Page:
The epistle states at it's beginning that it is written by "Simon Peter, a servant and apostle of Jesus Christ", and later in the letter it says "this is now my second letter to you" (2Pet.3:2). Without any serious question, therefore, this letter is either by Peter or it is a clever forgery on the part of some unknown party pretending to be Peter. Apart from the fact that there is no discernible ulterior motive obvious in the epistle which would have prompted such a forgery, I can say with complete confidence that the language is that of Peter, and, even more to the point, the content of the epistle is so clearly the Word of God that we would consider it such even if it had not come down to us with Peter's salutation (along the lines of Hebrews written by Paul but anonymously for reasons discussed elsewhere; see the link). All of the major, complete ancient manuscripts have the epistle included as scripture – and that is not true for any spurious work.

Question #9:

Who is the man from Mark 14:51-52? You write: "This is generally taken to be Mark, aka "John Mark", the writer of this gospel (and I subscribe to that view)." How do we know this?

Response #9:

That is a tradition that goes back to certain of the Greek fathers (Chrysostom et al.), and in my view not an unlikely guess since Mark is the writer of the gospel and places this detail in it without mentioning the name (as a mark of humility; otherwise, why not name the young man?). This also seems to be Mark's modus operandi. In the preceding verse 47, he does not name the disciple who struck off the ear of the temple-servant, even though we know it was Peter (Jn.18:10), and Mark certainly did too inasmuch as he was writing under Peter's apostolic authority. Mark seems to fit as the potential author in other respects as well, being someone who would have been young at the time and who was closely connected to the disciples and their ministry – as he continued to be throughout his life as far as scripture presents it.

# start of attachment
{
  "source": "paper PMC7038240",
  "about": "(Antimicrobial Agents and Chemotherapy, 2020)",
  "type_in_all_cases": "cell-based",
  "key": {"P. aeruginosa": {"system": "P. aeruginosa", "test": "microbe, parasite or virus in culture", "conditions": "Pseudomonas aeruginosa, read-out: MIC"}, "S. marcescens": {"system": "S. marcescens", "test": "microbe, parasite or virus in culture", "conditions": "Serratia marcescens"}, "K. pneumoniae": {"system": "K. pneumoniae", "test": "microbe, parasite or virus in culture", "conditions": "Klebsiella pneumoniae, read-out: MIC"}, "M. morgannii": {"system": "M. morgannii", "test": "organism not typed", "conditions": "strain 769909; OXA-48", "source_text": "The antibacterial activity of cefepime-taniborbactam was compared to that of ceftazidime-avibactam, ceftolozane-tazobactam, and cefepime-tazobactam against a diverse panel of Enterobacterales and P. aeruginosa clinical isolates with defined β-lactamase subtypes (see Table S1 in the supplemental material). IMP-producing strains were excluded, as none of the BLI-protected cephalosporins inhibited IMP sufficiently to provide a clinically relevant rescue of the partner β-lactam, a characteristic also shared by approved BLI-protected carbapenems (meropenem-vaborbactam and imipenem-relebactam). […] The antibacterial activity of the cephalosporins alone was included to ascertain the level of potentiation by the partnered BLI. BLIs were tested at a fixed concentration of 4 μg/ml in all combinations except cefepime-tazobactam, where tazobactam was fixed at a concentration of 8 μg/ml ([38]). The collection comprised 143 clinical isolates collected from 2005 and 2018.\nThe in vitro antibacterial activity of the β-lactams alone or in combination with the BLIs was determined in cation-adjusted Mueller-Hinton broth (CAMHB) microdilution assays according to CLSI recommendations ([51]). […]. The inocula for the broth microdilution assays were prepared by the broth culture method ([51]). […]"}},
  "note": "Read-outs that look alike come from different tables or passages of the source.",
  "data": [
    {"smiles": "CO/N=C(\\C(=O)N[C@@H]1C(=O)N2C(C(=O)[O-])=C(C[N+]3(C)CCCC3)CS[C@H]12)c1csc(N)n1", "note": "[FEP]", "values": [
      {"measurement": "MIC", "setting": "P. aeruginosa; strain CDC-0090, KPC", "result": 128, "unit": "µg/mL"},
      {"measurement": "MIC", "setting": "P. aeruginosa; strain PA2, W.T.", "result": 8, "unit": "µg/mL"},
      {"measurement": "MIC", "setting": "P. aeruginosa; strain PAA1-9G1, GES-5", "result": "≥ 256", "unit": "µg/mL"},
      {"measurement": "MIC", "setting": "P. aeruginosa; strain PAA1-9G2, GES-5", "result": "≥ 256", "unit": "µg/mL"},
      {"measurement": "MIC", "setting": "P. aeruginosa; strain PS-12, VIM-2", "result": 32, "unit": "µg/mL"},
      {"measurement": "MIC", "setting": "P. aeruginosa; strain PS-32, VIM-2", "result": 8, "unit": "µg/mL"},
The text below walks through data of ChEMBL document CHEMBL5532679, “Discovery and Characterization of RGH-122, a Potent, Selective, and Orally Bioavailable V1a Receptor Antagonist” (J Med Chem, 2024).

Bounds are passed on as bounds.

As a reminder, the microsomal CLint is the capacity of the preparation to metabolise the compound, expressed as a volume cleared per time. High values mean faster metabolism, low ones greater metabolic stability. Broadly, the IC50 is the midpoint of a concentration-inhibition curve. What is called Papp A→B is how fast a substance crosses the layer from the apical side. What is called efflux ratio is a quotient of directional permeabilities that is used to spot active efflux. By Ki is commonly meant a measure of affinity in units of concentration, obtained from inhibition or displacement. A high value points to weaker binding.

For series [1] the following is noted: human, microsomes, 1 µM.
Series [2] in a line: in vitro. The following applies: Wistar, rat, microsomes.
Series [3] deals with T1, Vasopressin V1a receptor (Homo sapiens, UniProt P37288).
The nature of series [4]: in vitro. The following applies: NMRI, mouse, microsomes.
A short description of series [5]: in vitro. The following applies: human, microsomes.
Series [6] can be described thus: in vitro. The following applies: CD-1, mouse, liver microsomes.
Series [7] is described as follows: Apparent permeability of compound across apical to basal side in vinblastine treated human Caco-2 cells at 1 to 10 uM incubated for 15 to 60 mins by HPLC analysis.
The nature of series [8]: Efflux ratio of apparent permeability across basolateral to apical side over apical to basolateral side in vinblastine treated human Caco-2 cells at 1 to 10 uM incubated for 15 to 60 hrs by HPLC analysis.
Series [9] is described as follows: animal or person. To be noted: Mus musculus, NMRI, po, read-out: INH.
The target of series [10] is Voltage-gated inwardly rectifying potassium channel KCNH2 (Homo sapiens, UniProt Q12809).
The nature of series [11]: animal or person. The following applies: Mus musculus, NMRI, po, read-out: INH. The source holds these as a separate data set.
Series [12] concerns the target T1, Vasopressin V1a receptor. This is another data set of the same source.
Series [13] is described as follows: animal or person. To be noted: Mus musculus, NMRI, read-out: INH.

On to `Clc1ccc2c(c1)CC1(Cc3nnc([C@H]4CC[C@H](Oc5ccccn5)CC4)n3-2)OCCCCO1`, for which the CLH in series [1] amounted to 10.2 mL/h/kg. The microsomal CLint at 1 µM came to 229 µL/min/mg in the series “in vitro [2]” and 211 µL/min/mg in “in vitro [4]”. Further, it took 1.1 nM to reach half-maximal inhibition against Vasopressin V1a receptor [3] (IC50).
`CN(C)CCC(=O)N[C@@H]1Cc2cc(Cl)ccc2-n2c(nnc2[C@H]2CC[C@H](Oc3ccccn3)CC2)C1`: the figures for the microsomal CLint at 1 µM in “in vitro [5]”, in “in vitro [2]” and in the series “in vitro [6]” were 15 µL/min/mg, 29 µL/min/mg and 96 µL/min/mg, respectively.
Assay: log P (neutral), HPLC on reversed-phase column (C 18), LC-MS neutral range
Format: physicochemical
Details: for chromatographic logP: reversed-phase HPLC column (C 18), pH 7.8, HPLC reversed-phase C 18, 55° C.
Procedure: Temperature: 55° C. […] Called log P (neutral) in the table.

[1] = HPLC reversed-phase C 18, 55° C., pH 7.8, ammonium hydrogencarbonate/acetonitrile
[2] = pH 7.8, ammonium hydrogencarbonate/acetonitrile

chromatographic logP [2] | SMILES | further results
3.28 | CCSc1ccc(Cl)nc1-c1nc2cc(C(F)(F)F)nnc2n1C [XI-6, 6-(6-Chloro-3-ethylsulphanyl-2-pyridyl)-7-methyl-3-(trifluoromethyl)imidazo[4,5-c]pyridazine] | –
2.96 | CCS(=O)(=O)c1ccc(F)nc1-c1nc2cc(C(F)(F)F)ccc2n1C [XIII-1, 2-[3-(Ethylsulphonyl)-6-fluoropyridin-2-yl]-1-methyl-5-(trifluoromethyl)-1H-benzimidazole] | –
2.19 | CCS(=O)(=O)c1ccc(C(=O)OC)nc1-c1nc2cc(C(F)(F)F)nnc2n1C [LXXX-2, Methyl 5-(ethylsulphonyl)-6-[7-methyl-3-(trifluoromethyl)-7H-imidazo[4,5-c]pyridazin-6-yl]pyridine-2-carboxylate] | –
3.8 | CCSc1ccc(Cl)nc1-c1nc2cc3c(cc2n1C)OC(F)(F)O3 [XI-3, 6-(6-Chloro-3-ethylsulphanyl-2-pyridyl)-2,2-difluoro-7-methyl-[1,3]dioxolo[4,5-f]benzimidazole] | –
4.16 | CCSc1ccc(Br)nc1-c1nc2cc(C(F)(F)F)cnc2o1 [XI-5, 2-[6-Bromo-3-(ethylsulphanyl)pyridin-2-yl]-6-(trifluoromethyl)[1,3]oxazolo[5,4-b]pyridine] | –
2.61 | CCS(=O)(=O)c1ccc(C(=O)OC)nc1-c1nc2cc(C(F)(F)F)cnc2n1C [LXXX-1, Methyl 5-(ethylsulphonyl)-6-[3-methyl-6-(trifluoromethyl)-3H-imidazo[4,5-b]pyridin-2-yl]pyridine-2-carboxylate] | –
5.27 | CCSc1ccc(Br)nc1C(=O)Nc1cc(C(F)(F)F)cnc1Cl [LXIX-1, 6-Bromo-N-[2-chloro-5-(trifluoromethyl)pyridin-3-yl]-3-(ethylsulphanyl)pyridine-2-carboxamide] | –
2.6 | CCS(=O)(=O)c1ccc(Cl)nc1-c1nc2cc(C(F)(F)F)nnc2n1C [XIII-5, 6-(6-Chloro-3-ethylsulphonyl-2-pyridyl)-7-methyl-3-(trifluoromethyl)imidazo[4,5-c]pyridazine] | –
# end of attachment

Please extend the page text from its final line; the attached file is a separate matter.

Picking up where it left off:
Question #10:

Could you please explain the relationship between these two verses with regard to the name of Peter's father?

And Jesus said to him, "Blessed are you, Simon Barjona, because flesh and blood did not reveal this to you, but My Father who is in heaven.
Matthew 16:17

He brought him to Jesus. Jesus looked at him and said, "You are Simon the son of John; you shall be called Cephas" (which is translated Peter)
John 1:42

Is it the same name rendered differently?

Response #10:

Barjonah is "Son of Jonah" or "Son of Johannan" or "Son of John" (bar being the Aramaic form of "son"); so they are one and the same name. "John" is an Anglicized version of the Hellenized form of Yochannan, meaning, "the Lord is gracious". Just as alternative forms of transliterations from other languages are common in English, the same was true of Greek in regard to Hebrew names (which also often had an Aramaic form in that day and time).

Question #11:

Could you please clarify:

Acts 13:31: and for many days He appeared to those who came up with Him from Galilee to Jerusalem

What is meant by 'those who came up with Him from Galilee to Jerusalem'?

Response #11:

This phraseology seems to indicate not only the eleven but also the larger group that moved about with Jesus and apparently was still in Jerusalem at this time (including the women who are said to have supported the ministry et al.: Lk.8:1-3).

Question #12:

The women who had come with Jesus from Galilee followed Joseph and saw the tomb and how his body was laid in it. Then they went home and prepared spices and perfumes. But they rested on the Sabbath in obedience to the commandment.
Luke 23:55-56 (NIV1984)

Why do the women rest on the Sabbath day? Mary, who, as you describe, believed in our Lord, is among these women and, I assume, rested also - were they unaware that our Lord has not kept this one commandment?

Response #12:

As we have had occasion to see in the past, the "learning curve" even for the disciples about the changes that the cross, Christ's resurrection and the coming of the Spirit would mean was steep and difficult. In this situation, Christ had not yet been resurrected, the Spirit had not yet been given, and we can certainly understand if those outside the number of the twelve did not yet appreciate what the cross meant (it would be some time before the disciples/apostles themselves did). Also, Jesus did keep the Sabbath – according to its true purpose. He did not refrain from doing things that were necessary or good to do in order to accommodate His actions to the flawed and often highly legalistic understanding / teachings of that generation. So I don't think we can fault these Jewish women for doing on that Sabbath what they would have done in any case if the crucifixion had occurred, say, a month later.

Question #13:

About Peter you wrote: "And He is faithful to make it better in the midst even of a raging sea than it was before we stepped out of that boat in the first place."